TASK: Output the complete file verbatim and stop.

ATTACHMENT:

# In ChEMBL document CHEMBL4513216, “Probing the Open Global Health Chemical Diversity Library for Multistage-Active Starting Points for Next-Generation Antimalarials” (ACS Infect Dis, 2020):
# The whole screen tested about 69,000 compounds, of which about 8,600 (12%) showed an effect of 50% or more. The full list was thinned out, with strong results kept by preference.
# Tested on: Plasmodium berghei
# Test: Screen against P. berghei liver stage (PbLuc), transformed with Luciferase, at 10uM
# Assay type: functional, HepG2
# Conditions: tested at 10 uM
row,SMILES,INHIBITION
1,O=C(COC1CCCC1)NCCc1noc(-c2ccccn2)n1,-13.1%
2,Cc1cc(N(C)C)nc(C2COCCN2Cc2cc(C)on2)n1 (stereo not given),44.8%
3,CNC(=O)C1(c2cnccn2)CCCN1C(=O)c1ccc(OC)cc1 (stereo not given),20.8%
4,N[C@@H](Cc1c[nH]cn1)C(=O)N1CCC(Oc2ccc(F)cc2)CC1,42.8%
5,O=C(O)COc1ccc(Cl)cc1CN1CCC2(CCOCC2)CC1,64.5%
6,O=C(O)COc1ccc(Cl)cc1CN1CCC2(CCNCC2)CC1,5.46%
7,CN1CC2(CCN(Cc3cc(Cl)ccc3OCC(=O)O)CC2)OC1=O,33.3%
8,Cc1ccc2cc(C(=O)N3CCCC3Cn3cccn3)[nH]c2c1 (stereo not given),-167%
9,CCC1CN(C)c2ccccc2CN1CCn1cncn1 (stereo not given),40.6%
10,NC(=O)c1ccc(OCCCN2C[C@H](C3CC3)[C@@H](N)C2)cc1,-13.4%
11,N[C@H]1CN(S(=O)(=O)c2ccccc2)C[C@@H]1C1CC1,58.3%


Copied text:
# In ChEMBL document CHEMBL4513216, “Probing the Open Global Health Chemical Diversity Library for Multistage-Active Starting Points for Next-Generation Antimalarials” (ACS Infect Dis, 2020):
# The whole screen tested about 69,000 compounds, of which about 8,600 (12%) showed an effect of 50% or more. The full list was thinned out, with strong results kept by preference.
# Tested on: Plasmodium berghei
# Test: Screen against P. berghei liver stage (PbLuc), transformed with Luciferase, at 10uM
# Assay type: functional, HepG2
# Conditions: tested at 10 uM
row,SMILES,INHIBITION
1,O=C(COC1CCCC1)NCCc1noc(-c2ccccn2)n1,-13.1%
2,Cc1cc(N(C)C)nc(C2COCCN2Cc2cc(C)on2)n1 (stereo not given),44.8%
3,CNC(=O)C1(c2cnccn2)CCCN1C(=O)c1ccc(OC)cc1 (stereo not given),20.8%
4,N[C@@H](Cc1c[nH]cn1)C(=O)N1CCC(Oc2ccc(F)cc2)CC1,42.8%
5,O=C(O)COc1ccc(Cl)cc1CN1CCC2(CCOCC2)CC1,64.5%
6,O=C(O)COc1ccc(Cl)cc1CN1CCC2(CCNCC2)CC1,5.46%
7,CN1CC2(CCN(Cc3cc(Cl)ccc3OCC(=O)O)CC2)OC1=O,33.3%
8,Cc1ccc2cc(C(=O)N3CCCC3Cn3cccn3)[nH]c2c1 (stereo not given),-167%
9,CCC1CN(C)c2ccccc2CN1CCn1cncn1 (stereo not given),40.6%
10,NC(=O)c1ccc(OCCCN2C[C@H](C3CC3)[C@@H](N)C2)cc1,-13.4%
11,N[C@H]1CN(S(=O)(=O)c2ccccc2)C[C@@H]1C1CC1,58.3%